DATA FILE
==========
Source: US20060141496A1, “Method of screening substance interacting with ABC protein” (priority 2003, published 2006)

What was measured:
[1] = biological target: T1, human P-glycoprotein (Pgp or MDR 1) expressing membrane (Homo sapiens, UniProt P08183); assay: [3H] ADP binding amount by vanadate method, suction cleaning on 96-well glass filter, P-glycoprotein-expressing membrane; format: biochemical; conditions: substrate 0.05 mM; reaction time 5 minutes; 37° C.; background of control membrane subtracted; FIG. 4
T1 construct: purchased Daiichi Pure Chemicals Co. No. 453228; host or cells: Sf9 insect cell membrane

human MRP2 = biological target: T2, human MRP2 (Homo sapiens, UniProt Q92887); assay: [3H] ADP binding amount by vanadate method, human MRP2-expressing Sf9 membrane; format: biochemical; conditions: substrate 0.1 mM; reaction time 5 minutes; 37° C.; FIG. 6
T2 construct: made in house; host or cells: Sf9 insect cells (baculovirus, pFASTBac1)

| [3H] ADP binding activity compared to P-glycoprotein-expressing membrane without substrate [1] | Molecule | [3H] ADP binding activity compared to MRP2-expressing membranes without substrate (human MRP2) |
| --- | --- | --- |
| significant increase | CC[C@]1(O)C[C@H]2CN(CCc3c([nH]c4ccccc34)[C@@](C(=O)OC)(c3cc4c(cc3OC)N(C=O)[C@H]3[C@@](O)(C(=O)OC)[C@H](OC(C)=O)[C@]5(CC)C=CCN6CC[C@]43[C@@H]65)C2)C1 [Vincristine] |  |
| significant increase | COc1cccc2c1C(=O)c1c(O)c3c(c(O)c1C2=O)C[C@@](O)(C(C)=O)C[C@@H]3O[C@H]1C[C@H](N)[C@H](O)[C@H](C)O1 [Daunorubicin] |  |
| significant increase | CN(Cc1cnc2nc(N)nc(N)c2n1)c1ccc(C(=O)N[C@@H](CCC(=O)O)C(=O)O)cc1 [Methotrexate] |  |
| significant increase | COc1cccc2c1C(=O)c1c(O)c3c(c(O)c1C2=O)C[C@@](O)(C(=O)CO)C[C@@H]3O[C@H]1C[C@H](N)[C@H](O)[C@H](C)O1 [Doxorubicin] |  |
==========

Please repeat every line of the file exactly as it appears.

Source: US20060141496A1, “Method of screening substance interacting with ABC protein” (priority 2003, published 2006)

What was measured:
[1] = biological target: T1, human P-glycoprotein (Pgp or MDR 1) expressing membrane (Homo sapiens, UniProt P08183); assay: [3H] ADP binding amount by vanadate method, suction cleaning on 96-well glass filter, P-glycoprotein-expressing membrane; format: biochemical; conditions: substrate 0.05 mM; reaction time 5 minutes; 37° C.; background of control membrane subtracted; FIG. 4
T1 construct: purchased Daiichi Pure Chemicals Co. No. 453228; host or cells: Sf9 insect cell membrane

human MRP2 = biological target: T2, human MRP2 (Homo sapiens, UniProt Q92887); assay: [3H] ADP binding amount by vanadate method, human MRP2-expressing Sf9 membrane; format: biochemical; conditions: substrate 0.1 mM; reaction time 5 minutes; 37° C.; FIG. 6
T2 construct: made in house; host or cells: Sf9 insect cells (baculovirus, pFASTBac1)

| [3H] ADP binding activity compared to P-glycoprotein-expressing membrane without substrate [1] | Molecule | [3H] ADP binding activity compared to MRP2-expressing membranes without substrate (human MRP2) |
| --- | --- | --- |
| significant increase | CC[C@]1(O)C[C@H]2CN(CCc3c([nH]c4ccccc34)[C@@](C(=O)OC)(c3cc4c(cc3OC)N(C=O)[C@H]3[C@@](O)(C(=O)OC)[C@H](OC(C)=O)[C@]5(CC)C=CCN6CC[C@]43[C@@H]65)C2)C1 [Vincristine] |  |
| significant increase | COc1cccc2c1C(=O)c1c(O)c3c(c(O)c1C2=O)C[C@@](O)(C(C)=O)C[C@@H]3O[C@H]1C[C@H](N)[C@H](O)[C@H](C)O1 [Daunorubicin] |  |
| significant increase | CN(Cc1cnc2nc(N)nc(N)c2n1)c1ccc(C(=O)N[C@@H](CCC(=O)O)C(=O)O)cc1 [Methotrexate] |  |
| significant increase | COc1cccc2c1C(=O)c1c(O)c3c(c(O)c1C2=O)C[C@@](O)(C(=O)CO)C[C@@H]3O[C@H]1C[C@H](N)[C@H](O)[C@H](C)O1 [Doxorubicin] |  |